Examples [i] and [iii] follow the ordinary rules, but [ii] involves a singular override. It can presumably be attributed to the salience within the whole structure of one and to the influence of the Type II structure (it is in effect a blend between Types I and II ). But it cannot be regarded as a semantically motivated override: semantically the relative clause modifies people. This singular override is most common when the relative clause follows those or those + noun.

In this kind of situation, thinking about the grammar is not the most useful guide. Even working out what the grammar is will take you quite some time. Go with your intuition!

Grammar note:

You may well be wondering why I used the term notional Subject instead of just Subject. The reason is that both of these noun phrases occur outside of the exist clause. They are potential antecedents for the Subject of the relative clause, but they do not occur within the relative clause itself.


The Cambridge Grammar of the English Language, Huddleston & Pullum [et al], 2002.

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It can be either. If the pronoun "that" refers to the sentence's subject "one," then it is "exists." If "that" refers to the prepositional phrase's object "problems," then it is "exist." Whereas a prepositional phrase isn't included as part of a subject, the subject that "to exist" refers to is the restrictive clause's subject "that," not the sentence's subject "one." As a pronoun, "that" can refer to either antecedent, to either "one" or "problems." In this instance, whichever one you want it to refer to is indicated by how you conjugate the verb, whether you say "exists" or "exist." Either way, it tends to make no difference in how the sentence would be interpreted.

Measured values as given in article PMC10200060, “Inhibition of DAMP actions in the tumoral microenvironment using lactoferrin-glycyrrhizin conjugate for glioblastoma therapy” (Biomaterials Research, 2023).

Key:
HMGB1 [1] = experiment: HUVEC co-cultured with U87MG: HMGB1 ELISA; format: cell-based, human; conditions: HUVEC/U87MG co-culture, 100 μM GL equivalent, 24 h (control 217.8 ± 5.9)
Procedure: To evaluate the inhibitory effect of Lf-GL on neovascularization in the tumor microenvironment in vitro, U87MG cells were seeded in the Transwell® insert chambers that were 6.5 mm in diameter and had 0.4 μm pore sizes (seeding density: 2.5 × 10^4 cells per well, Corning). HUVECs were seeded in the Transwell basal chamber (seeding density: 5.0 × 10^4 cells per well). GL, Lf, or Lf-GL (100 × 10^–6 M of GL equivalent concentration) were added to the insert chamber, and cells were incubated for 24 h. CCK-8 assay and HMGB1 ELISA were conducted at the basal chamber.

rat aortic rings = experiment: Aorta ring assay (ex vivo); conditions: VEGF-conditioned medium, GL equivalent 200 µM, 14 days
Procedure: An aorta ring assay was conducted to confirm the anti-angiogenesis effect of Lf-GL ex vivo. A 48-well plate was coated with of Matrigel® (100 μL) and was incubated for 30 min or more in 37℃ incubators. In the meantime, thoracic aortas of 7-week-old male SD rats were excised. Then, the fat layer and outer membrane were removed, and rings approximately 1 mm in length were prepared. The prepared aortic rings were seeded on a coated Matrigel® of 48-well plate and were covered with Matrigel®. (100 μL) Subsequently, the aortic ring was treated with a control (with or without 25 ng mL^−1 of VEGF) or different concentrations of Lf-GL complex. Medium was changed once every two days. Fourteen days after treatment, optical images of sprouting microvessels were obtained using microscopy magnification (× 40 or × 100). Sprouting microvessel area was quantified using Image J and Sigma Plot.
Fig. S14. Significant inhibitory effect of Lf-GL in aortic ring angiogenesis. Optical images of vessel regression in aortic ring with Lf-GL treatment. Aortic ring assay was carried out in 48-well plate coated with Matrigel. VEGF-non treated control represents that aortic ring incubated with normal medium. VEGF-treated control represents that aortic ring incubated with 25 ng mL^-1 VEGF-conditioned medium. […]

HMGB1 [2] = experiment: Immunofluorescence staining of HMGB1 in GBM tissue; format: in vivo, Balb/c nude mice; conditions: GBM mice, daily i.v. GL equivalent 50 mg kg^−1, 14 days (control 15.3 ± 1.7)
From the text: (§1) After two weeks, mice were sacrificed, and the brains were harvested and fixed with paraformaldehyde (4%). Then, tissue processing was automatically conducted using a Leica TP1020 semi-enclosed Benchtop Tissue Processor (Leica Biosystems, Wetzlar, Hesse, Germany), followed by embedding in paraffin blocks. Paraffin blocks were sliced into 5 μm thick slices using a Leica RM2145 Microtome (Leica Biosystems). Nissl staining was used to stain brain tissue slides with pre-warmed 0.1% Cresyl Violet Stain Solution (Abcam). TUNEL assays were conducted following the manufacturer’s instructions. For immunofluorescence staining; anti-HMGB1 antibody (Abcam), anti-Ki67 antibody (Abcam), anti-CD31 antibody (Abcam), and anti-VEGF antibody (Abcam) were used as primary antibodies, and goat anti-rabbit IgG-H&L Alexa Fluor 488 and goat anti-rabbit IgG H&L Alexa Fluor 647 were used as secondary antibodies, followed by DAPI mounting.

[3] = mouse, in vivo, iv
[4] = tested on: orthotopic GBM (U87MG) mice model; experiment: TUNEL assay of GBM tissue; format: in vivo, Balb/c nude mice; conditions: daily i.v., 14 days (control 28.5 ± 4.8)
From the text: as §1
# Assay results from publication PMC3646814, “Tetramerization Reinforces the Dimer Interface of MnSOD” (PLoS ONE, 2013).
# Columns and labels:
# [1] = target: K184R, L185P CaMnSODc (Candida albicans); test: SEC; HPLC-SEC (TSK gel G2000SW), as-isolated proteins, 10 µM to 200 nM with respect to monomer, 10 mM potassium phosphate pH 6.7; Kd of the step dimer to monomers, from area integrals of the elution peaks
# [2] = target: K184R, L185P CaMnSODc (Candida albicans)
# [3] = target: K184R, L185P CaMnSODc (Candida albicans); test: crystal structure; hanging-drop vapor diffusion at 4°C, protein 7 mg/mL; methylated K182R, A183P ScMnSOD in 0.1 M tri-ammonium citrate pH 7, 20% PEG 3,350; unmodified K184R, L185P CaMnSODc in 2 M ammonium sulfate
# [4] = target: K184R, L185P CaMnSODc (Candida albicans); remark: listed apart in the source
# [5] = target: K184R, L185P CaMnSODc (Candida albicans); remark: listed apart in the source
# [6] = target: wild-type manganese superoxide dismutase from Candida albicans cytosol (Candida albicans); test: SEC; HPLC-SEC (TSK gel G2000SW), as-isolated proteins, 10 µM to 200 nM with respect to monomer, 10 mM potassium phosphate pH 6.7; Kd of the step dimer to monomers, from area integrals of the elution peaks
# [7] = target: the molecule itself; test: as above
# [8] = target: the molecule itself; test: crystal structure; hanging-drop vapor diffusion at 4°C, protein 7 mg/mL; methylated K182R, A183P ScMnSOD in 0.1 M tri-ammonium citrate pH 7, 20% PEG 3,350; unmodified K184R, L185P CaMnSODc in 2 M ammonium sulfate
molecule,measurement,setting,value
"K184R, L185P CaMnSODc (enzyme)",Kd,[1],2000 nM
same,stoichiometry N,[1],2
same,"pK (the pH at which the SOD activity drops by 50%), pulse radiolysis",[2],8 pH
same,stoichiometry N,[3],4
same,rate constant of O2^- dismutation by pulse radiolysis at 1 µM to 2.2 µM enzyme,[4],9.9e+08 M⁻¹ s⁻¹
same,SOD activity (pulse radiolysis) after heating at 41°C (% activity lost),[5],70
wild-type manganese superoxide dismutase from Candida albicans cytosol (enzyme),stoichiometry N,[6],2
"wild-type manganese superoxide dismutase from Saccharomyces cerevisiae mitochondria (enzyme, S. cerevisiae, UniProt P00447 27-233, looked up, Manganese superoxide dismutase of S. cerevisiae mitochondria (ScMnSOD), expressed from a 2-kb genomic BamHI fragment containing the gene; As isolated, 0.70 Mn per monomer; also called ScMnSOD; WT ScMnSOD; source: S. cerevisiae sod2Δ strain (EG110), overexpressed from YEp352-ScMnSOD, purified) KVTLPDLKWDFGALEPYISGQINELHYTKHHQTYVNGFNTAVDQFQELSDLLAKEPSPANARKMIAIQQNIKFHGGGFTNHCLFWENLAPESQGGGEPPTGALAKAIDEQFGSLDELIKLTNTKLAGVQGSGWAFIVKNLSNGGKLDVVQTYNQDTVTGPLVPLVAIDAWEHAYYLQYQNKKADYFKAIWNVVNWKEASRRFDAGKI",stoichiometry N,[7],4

By the way, the verb that the subject "one" does correspond to is after the "as," after the ellipsis.

Incidentally, this question has been asked and answered many times before. Here is a link that refers to one of those prior posts and that substantiates this response:

One of the many things that (have or has) affected me was?

Is this correct? "One of the things that makes him great is..."

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  • I'm still perplexed by your preposition phrase assertion. Maybe you could ask a question about that here on ELU? – Araucaria - Not here any more. Jan 13 '16 at 11:59

The subject referring to the verb exist(s) is actually that. If you isolate one that exist(s), it is evident that the proper form is exists. You do have to be careful, because it sounds as if exists is referring to either most or one.


If the subject of the sentence was most, then you have to look at the context for the word. Consider the two following sentences:

  1. Most of the cookies were eaten by him.
  2. Most of the cookie was eaten by him.

The first sentence is saying that there are many cookies, and that he ate more than half of them. Then, we use the plural form of the verb.

The second sentence is saying that there is one cookie, and he ate more than 1/2 of it. In this case, we use the singular form of the verb.

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  • It depends upon the context. – AMACB Jan 13 '16 at 4:49
  • the word one, which is what the dependent clause is referring to, is clearly singular; thus, that is singular so exists must be singular as well. – AMACB Jan 13 '16 at 4:51
  • Incidentally, there is much literature on this very subject. The pronoun "that" in the dependent clause can refer to either antecedent, "one" or "problems." Which one of these two options that "that" actually refers to in this case would be indicated by how the speaker conjugated the verb. – Benjamin Harman Jan 13 '16 at 4:54
  • problems is not an antecedent because it is an object of the preposition. – AMACB Jan 13 '16 at 4:56
  • I see that you updated the answer. I'll delete my comments regarding "that is." – Benjamin Harman Jan 13 '16 at 4:58